Released in 1999, Tim Burton’s take on Washington Irving’s classic short story may stray from the original source material, but it builds a ravishing Gothic horror-fantasy in its place. Though not exclusively about witches (the ghoulish Headless Horseman takes center stage, after all), the film’s plot and enchanting spooky visuals are propelled by themes of witchcraft—even Christina Ricci’s adventurous Katrina Van Tassel dabbles in white magick. Featuring foggy monochromatic landscapes, soft lighting, fantastical cinematography, and sumptuous period costumes, Sleepy Hollow is an immersive ride into one of America’s most celebrated folk tales.
Mario Bava’s shadowy 1960 horror classic remains one of the genre’s most elegant, celebrated, and referenced works. A scary tale about a 17th-century witch who returns from the grave to exact revenge on the family who condemned her, Black Sunday (also known as The Mask of Satan) gushes with Gothic mystique. Featuring luxuriant black-and-white cinematography, the film is a gorgeous masterpiece of lighting, sound design, and atmosphere.
Kiki’s Delivery Service
One of Hayao Miyazaki’s most beloved works, this 1989 fantasy film about a young witch on a journey to find her place in the world remains beyond charming. Loveable characters abound (including the movie’s titular witch-in-training and an adorable black cat named Jiji), while themes of growing up make for a memorable if appropriately lighthearted story. Taking place in a fictional Stockholm-inspired European seaside city and featuring vibrant animation, Kiki’s Delivery Service is both delightfully playful and technically stunning.
Based on Nikolai Gogol’s 1835 pseudo-folkloric novel of the same name, Viy, USSR’s first horror film, is a bleak fairy tale masquerading as a scary story. After a haggard witch is beaten to death by a seminary student, she transforms back into her true form: the beautiful young daughter of wealthy Cossack. When the student is tasked with praying over her body for three nights in a locked chapel, he encounters a string of horrors, including her reanimated, revenge-seeking corpse. Fantastical bucolic visuals decorate the 1967 film, like flower crowns and sweeping pastures, while the vintage cinematography and kitsch appeal make for an enchanting watch.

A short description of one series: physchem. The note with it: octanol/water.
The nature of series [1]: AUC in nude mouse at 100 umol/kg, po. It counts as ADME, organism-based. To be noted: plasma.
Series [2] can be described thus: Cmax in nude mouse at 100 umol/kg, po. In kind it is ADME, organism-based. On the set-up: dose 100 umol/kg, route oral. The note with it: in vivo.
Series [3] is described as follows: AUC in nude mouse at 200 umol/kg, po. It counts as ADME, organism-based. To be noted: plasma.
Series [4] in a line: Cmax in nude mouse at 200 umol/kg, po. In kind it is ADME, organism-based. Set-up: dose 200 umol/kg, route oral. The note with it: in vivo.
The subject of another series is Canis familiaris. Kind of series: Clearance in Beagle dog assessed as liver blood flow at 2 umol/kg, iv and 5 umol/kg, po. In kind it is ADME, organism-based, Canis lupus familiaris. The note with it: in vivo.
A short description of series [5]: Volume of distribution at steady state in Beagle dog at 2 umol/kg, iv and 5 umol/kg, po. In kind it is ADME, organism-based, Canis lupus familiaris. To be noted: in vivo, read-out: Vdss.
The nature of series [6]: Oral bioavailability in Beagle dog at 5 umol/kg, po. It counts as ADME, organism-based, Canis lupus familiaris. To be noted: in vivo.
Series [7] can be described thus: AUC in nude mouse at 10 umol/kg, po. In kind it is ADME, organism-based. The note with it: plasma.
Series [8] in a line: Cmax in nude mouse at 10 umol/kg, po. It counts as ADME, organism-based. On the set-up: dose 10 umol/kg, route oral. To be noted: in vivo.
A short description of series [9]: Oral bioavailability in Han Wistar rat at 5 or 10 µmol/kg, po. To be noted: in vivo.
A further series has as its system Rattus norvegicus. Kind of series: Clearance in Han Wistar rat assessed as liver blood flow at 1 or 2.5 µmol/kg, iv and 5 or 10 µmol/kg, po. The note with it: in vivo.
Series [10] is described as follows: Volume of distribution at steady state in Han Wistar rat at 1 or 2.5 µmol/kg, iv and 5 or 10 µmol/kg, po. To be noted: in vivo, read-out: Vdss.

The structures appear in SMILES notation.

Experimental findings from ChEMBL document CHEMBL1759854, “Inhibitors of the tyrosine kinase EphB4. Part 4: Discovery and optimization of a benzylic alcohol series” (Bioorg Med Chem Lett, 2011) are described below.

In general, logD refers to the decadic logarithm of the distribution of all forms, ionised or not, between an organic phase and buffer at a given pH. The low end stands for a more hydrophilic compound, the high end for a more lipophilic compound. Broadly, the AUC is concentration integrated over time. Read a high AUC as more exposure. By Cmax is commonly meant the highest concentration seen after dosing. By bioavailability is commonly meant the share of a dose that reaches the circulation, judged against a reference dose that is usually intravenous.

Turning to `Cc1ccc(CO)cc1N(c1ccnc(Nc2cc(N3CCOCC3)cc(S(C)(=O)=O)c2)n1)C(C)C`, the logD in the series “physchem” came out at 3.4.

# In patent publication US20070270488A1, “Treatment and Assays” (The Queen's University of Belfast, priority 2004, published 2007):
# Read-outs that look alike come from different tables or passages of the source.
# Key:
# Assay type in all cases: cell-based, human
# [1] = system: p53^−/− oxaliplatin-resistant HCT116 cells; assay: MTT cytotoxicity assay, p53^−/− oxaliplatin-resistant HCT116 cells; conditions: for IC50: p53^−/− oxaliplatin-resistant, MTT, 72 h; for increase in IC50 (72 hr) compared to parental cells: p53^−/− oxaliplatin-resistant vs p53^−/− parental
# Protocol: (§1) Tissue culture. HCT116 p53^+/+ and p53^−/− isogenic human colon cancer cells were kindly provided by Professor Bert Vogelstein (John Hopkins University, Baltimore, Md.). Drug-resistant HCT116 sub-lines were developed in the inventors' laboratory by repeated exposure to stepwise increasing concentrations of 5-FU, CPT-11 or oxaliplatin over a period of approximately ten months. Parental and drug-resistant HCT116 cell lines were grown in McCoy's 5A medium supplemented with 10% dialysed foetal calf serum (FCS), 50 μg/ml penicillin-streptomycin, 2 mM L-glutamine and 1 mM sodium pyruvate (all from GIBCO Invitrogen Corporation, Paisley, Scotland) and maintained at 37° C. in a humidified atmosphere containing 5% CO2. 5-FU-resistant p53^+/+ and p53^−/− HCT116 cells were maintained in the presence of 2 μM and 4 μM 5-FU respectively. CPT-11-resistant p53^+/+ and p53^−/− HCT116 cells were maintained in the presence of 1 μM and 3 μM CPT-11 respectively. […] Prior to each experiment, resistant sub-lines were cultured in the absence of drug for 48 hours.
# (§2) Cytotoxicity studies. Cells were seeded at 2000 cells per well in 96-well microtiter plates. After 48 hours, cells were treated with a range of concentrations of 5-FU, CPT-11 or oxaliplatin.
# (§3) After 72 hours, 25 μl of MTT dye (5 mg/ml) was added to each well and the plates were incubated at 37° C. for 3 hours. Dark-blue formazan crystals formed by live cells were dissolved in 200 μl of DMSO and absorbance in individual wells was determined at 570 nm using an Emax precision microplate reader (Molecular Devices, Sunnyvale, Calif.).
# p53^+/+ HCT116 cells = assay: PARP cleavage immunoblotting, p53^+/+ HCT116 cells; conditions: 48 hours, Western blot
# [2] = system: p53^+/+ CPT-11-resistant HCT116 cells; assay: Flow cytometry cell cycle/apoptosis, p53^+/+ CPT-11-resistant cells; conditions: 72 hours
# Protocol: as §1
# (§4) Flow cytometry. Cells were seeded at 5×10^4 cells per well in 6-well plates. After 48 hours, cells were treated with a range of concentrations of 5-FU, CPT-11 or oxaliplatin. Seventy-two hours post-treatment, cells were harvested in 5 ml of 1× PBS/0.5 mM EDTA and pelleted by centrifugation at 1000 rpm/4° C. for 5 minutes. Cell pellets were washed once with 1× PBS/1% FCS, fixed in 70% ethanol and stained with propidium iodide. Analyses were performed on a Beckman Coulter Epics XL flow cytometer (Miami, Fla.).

The Love Witch
Breathtaking attention to detail is paid in this black comedy about a modern-day witch who uses sex magic to make unwitting men fall hopelessly in love with her. Director Anna Biller filmed The Love Witch on 35mm, which gives the 2016 film a campy 1960s sheen—think, if Hitchcock cast Lana Del Rey in his version of Valley of the Dolls—while decadent jewel tones and gorgeous pastels burst from each Technicolor frame. Meanwhile, horror motifs and occult imagery, like tarot cards, bubbling cauldrons, and pentacles, add a wickedly macabre touch.
Poison for the Fairies
Mexican director Carlos Enrique Taboada’s 1984 film about two young schoolgirls who dabble in witchcraft toggles between a sweet coming-of-age tale and melodramatic Gothic thriller, creating an unsettling dichotomy that is mirrored by its young leads: naive Flavia (Elsa María Gutiérrez) and manipulative Veronica (Ana Patricia Rojo). Dreamy and nightmarish all at once, Poison for the Fairies (Veneno Para Las Hadas) is a beautiful vintage-hued bedtime story brimming with pastel babydoll dresses, blood pacts, and themes of girlhood.